I am driving along Longwoods Road going west from London, Ont., toward Thamesville. I love my drives in the country, away from the rat race, breathing in the fresh air and reminiscing about my childhood.
As I motor along, I begin to notice large painted quilt blocks displayed on barns along the route, some of the more than 100 images that make up the Trail of Tears Barn Quilt Trail. Memories float up as I think about the days when the women had “quilting bees” at my childhood church. I stop at the Battle of the Thames historic site and see another huge wooden quilt patch, this one a rendition of Tecumseh. Another motorist pulls over to chat with me about the barn quilts. She says that each quilt block tells a historic story and contributes to the greater patchwork of life.
Another memory surfaces: my grandmother, an avid quilter, also used to say that every quilt patch has a story.
What is it about quilts? Last November, I went to the Secret Stitches Quilt Show in London, an event in support of the local Shine the Light on Women Abuse campaign. Secret Stitches featured the work of Jean, a woman who endured abuse throughout her 58-year marriage, eventually losing contact with her children. Her way of escaping the pain and heartache was to create 14 unique quilts, one for each of her children and grandchildren, sending them a poignant message of love that was only discovered after her death. Jean’s family chose to turn a negative into a positive by sharing her story and quilts with the community.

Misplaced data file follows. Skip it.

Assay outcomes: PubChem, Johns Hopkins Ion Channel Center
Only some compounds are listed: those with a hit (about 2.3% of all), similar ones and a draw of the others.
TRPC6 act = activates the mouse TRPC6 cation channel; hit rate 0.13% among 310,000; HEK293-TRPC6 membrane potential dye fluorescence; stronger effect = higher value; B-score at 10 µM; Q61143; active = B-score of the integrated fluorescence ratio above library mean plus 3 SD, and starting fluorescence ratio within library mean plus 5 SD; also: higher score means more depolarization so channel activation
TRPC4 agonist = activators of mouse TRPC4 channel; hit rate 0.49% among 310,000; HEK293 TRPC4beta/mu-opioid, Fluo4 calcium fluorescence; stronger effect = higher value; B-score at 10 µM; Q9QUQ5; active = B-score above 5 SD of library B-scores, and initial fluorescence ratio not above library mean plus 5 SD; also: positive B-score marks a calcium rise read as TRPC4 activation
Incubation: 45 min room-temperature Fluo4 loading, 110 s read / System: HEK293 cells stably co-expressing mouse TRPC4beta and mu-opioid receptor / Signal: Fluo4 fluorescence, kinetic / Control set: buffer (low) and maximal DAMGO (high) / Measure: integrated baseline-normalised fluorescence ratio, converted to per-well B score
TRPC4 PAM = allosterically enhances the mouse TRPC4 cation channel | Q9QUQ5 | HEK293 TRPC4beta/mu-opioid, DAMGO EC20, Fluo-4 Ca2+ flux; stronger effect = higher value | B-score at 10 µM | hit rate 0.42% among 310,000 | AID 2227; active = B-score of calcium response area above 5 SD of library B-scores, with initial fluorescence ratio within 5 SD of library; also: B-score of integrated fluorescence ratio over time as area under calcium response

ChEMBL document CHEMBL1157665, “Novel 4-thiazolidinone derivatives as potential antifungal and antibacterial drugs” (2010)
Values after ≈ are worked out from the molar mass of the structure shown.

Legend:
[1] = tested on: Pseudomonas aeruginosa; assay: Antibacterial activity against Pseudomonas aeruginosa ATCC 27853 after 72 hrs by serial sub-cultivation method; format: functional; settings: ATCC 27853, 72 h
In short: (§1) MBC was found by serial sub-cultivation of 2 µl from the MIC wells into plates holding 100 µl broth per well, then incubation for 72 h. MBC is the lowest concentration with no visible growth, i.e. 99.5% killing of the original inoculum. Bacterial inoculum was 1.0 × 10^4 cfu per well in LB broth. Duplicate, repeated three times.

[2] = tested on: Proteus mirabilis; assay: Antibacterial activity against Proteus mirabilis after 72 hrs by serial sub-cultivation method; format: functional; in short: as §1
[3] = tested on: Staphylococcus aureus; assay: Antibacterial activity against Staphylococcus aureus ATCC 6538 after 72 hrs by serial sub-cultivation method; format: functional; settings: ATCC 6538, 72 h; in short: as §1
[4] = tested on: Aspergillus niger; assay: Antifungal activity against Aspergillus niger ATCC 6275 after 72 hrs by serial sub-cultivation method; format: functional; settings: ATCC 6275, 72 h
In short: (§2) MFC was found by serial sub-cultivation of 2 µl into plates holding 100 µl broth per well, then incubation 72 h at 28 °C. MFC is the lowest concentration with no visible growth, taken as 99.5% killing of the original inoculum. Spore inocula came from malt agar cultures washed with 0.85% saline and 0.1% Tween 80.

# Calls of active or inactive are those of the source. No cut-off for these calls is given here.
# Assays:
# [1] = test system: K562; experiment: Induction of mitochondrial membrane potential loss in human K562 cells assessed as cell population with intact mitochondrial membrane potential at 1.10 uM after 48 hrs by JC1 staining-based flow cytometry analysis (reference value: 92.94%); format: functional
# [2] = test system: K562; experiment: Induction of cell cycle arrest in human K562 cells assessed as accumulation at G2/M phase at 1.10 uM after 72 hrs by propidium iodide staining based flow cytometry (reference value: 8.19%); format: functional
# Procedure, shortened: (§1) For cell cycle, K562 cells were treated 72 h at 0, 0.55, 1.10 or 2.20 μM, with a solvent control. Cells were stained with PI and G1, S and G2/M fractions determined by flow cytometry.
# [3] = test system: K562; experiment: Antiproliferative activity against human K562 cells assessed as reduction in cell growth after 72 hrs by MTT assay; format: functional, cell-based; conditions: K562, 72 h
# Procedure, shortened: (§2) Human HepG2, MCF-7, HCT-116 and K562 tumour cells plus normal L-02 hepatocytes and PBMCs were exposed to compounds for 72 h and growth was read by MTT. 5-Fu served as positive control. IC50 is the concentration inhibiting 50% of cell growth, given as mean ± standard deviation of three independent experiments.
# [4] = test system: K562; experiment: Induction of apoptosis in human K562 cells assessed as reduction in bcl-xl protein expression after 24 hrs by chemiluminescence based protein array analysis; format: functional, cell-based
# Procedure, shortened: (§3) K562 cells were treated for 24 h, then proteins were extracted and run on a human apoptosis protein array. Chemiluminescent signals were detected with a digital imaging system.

Later, while browsing the bookshelf at the Salvation Army Thrift Store, I absentmindedly laid my hands on The Joy of Quilting. What is going on here? I have absolutely no talent when it comes to sewing. Why am I so drawn to handmade quilts all of a sudden?
On a sunny Tuesday morning not long ago, I stop in at my church, Trinity United in London, to talk to Pastor Paul Browning. Voices are coming from the parlour; I peek in and smile to see a group of women quilting and chatting. A large frame is set up for a big quilt and a small frame for a baby quilt. It reminds me again of my childhood when I would sit with my grandma as she cut the fabric into pieces, sewing the shapes into quilt blocks. Later, I would watch the church ladies stitch Grandma’s “handiwork” onto batting and a backing, then bind the edges to finish the quilt.
I hear my name being called. One of the women invites me to join them for tea. Meeting weekly to quilt and have lunch has been a Trinity United tradition for years. I watch as they work, reminiscing about days gone by, love going into every stitch. I wonder: does each quilt patch really tell a story?
I suddenly realize that my life has been like a patchwork quilt, with each patch telling a story. There have been light and dark patches, easy years and tough years, times of faith and agonizing times of non-belief. In that moment, it dawns on me that in my lifetime, the light patches have outnumbered the dark — and that with faith, the hard times have been easier to overcome.
Nancy Loucks-McSloy is a writer in London, Ont.